As a professor of New Testament whose specialty is textual criticism, I was particularly interested in Chris Wattie's piece, "Beast's real mark devalued to '616'" (May 4, 2005). However, I noticed several errors in the essay, some of which I know from first-hand knowledge of the manuscript in question.
First, the papyrus fragment is not 1500 years old. It is closer to 1700+ years old.
Second, the fragment was not so badly discoloured that scholars could not make out the wording without sophisticated imaging equipment. Such equipment--such as multi-spectral imaging (MSI)--is often used on manuscripts that are in very bad shape.
This fragment, however, is part of a score of other fragments which span nine chapters in the book of Revelation. It is about the size of a postage stamp. No imaging equipment was needed to make out its wording.
I saw the fragment two years ago at the Ashmolean Museum of Oxford University. It was published over five years ago; just now it is making its way into popular literature as though it were a new discovery. When I looked at the fragment, the curator had to slice open its case because the verse in question (Revelation 13.18) was on the backside. He told me that no one had asked to see the fragment since it had been published. I looked at it under a microscope to make sure that the wording had not been tampered with. But even with the naked eye, it was quite legible.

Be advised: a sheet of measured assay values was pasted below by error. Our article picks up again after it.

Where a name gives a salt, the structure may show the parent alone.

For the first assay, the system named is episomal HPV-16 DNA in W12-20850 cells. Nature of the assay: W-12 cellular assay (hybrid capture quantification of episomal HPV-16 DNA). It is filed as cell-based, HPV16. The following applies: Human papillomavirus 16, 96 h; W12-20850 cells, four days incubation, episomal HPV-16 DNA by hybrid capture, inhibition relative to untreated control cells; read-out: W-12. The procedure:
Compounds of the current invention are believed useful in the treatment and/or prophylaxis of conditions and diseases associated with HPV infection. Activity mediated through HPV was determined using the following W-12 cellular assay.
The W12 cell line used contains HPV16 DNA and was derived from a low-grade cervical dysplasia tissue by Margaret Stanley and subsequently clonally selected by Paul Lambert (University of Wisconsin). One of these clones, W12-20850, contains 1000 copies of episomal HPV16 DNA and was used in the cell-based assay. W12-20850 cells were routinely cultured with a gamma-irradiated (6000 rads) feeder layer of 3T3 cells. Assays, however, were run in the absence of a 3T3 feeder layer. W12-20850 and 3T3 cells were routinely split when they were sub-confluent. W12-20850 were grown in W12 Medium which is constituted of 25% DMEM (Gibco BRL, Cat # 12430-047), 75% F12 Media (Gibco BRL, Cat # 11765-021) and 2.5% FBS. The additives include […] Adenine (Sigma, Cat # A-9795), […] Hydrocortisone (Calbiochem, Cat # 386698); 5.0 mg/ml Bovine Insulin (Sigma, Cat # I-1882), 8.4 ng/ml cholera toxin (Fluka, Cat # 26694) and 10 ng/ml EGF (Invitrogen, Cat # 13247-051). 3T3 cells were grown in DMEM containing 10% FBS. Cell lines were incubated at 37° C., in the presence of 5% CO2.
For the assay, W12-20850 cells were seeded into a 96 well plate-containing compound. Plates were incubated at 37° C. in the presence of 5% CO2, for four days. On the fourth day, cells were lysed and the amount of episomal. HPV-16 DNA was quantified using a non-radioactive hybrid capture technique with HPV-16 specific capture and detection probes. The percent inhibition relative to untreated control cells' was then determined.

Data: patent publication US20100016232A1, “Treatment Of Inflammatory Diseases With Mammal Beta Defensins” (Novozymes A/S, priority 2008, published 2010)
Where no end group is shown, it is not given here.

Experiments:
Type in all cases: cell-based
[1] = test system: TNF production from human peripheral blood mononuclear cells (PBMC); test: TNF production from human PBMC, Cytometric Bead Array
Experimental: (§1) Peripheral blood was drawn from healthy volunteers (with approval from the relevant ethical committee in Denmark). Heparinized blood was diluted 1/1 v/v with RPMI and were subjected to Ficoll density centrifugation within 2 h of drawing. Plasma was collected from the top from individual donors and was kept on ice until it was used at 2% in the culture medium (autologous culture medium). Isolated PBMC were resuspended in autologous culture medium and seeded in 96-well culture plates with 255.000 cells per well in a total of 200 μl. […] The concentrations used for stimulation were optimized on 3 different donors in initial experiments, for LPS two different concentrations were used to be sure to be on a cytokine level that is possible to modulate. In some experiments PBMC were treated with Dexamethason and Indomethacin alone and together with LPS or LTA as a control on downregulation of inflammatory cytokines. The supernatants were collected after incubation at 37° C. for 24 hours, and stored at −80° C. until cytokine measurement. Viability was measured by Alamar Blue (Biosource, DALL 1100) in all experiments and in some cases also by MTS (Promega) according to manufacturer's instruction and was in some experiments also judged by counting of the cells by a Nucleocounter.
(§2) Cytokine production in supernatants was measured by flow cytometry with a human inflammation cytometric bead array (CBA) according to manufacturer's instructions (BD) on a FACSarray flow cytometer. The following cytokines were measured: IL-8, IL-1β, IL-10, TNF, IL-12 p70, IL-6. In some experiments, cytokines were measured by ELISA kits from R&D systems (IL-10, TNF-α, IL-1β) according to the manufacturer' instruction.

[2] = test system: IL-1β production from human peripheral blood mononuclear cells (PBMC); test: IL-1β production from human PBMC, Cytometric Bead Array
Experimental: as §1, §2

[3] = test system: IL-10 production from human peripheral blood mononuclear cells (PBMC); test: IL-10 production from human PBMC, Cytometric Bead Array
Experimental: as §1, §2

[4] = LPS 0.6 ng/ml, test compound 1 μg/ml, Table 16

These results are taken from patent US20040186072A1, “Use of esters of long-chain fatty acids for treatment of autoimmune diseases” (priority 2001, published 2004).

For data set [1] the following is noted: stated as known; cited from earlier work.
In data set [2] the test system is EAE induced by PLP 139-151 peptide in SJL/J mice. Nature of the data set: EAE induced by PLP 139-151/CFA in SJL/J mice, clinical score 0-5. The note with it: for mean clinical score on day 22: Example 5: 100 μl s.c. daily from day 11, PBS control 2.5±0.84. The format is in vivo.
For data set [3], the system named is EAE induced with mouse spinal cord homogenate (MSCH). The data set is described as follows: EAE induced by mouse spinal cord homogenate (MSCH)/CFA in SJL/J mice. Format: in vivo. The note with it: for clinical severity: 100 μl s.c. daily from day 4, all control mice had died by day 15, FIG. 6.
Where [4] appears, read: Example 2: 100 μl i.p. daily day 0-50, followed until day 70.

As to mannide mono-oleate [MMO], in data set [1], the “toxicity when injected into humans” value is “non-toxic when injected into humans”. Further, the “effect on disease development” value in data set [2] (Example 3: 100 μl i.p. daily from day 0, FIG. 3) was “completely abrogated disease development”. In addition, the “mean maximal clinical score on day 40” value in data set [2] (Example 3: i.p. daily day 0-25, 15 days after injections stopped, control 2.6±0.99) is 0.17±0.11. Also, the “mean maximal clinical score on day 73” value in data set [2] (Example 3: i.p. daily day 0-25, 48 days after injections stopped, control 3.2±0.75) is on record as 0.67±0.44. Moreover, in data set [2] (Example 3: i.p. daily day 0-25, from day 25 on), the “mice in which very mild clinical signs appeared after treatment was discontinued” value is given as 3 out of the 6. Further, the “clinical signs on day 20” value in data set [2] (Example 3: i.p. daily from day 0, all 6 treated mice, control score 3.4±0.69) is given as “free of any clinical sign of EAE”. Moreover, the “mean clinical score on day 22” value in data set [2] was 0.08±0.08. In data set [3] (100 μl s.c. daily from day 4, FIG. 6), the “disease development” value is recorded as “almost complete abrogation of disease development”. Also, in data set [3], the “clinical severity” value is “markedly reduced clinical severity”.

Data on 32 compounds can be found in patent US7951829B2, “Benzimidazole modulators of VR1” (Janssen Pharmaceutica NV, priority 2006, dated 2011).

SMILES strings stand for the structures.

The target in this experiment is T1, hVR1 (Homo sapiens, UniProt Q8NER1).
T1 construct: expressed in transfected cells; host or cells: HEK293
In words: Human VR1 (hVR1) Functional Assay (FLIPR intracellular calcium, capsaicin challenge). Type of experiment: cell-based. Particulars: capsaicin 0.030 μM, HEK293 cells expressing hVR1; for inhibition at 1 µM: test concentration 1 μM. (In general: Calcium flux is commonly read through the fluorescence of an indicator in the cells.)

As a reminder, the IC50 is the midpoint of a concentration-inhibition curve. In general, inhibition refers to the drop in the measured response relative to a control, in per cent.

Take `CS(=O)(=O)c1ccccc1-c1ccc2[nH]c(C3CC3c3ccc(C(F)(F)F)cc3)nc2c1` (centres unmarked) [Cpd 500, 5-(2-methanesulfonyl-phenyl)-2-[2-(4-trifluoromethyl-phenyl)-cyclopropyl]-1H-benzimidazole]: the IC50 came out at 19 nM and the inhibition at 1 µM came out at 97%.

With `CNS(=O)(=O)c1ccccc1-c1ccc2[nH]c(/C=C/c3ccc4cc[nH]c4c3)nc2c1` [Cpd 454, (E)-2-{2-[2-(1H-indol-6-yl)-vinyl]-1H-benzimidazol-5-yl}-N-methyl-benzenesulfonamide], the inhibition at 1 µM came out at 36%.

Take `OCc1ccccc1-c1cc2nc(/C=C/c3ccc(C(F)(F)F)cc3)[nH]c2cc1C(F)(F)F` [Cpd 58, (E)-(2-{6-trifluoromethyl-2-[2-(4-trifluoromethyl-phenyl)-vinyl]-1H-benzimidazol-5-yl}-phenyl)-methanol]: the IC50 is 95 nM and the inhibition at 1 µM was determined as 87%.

Fourth, I don't know who Ellen Aitken is, nor Elijah Dann, but it seems that Wattie did not interview textual critics for this piece. Aitken makes the astounding claim that "it now seems that 616 was the original number of the beast."
By the way, the piece was written by Daniel B. Wallace, who is the Executive Director of The Center for the Study of New Testament Manuscripts. [I just noticed that MG and I excerpted the exact same chunk ...]